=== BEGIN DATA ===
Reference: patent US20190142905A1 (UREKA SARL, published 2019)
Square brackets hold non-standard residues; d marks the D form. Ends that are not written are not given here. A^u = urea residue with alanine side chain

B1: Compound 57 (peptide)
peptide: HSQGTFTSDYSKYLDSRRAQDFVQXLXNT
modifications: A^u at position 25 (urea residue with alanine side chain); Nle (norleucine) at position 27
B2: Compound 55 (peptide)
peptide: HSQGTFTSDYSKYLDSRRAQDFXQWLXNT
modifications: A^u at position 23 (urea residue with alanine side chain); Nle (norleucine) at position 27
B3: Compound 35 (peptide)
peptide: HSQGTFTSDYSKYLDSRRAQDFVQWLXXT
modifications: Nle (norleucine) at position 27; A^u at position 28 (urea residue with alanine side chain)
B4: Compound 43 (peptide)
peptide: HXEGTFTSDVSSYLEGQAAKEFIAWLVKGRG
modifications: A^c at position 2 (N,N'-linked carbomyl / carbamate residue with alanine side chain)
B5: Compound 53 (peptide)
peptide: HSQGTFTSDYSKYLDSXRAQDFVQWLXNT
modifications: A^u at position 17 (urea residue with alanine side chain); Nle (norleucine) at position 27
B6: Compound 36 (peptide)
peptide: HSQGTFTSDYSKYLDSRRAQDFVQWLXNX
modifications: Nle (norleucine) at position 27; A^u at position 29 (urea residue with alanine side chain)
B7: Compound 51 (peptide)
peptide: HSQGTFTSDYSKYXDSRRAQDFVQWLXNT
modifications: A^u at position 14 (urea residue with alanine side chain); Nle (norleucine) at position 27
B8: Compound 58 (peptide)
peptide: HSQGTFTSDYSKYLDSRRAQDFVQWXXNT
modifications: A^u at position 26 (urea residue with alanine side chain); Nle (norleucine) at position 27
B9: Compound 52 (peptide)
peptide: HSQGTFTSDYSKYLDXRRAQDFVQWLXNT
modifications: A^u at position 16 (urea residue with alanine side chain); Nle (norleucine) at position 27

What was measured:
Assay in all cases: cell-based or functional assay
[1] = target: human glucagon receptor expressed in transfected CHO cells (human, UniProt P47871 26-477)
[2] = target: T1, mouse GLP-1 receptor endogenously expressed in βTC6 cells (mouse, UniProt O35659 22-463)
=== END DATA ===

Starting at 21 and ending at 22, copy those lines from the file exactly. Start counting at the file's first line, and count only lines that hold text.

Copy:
B7: Compound 51 (peptide)
peptide: HSQGTFTSDYSKYXDSRRAQDFVQWLXNT